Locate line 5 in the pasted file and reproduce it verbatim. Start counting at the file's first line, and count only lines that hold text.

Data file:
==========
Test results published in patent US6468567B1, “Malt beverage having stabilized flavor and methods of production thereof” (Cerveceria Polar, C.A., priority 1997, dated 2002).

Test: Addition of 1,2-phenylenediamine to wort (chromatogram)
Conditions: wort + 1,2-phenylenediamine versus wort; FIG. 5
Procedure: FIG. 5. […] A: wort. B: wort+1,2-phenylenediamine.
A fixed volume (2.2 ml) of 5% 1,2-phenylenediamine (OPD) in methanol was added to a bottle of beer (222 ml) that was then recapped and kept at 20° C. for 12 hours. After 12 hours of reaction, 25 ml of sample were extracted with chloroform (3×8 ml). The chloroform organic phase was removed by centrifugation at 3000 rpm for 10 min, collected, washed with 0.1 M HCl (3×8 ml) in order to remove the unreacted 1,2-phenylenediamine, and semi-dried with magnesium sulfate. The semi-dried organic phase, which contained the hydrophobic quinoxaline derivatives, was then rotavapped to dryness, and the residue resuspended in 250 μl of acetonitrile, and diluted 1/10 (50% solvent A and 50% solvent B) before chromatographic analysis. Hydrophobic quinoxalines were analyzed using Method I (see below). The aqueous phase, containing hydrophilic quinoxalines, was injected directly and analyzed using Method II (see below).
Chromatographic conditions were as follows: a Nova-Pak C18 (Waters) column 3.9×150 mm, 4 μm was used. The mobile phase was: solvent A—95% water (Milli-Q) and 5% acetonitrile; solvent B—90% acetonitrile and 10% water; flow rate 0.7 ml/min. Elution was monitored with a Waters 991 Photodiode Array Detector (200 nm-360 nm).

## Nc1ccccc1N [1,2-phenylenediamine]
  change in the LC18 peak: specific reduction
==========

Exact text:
A fixed volume (2.2 ml) of 5% 1,2-phenylenediamine (OPD) in methanol was added to a bottle of beer (222 ml) that was then recapped and kept at 20° C. for 12 hours. After 12 hours of reaction, 25 ml of sample were extracted with chloroform (3×8 ml). The chloroform organic phase was removed by centrifugation at 3000 rpm for 10 min, collected, washed with 0.1 M HCl (3×8 ml) in order to remove the unreacted 1,2-phenylenediamine, and semi-dried with magnesium sulfate. The semi-dried organic phase, which contained the hydrophobic quinoxaline derivatives, was then rotavapped to dryness, and the residue resuspended in 250 μl of acetonitrile, and diluted 1/10 (50% solvent A and 50% solvent B) before chromatographic analysis. Hydrophobic quinoxalines were analyzed using Method I (see below). The aqueous phase, containing hydrophilic quinoxalines, was injected directly and analyzed using Method II (see below).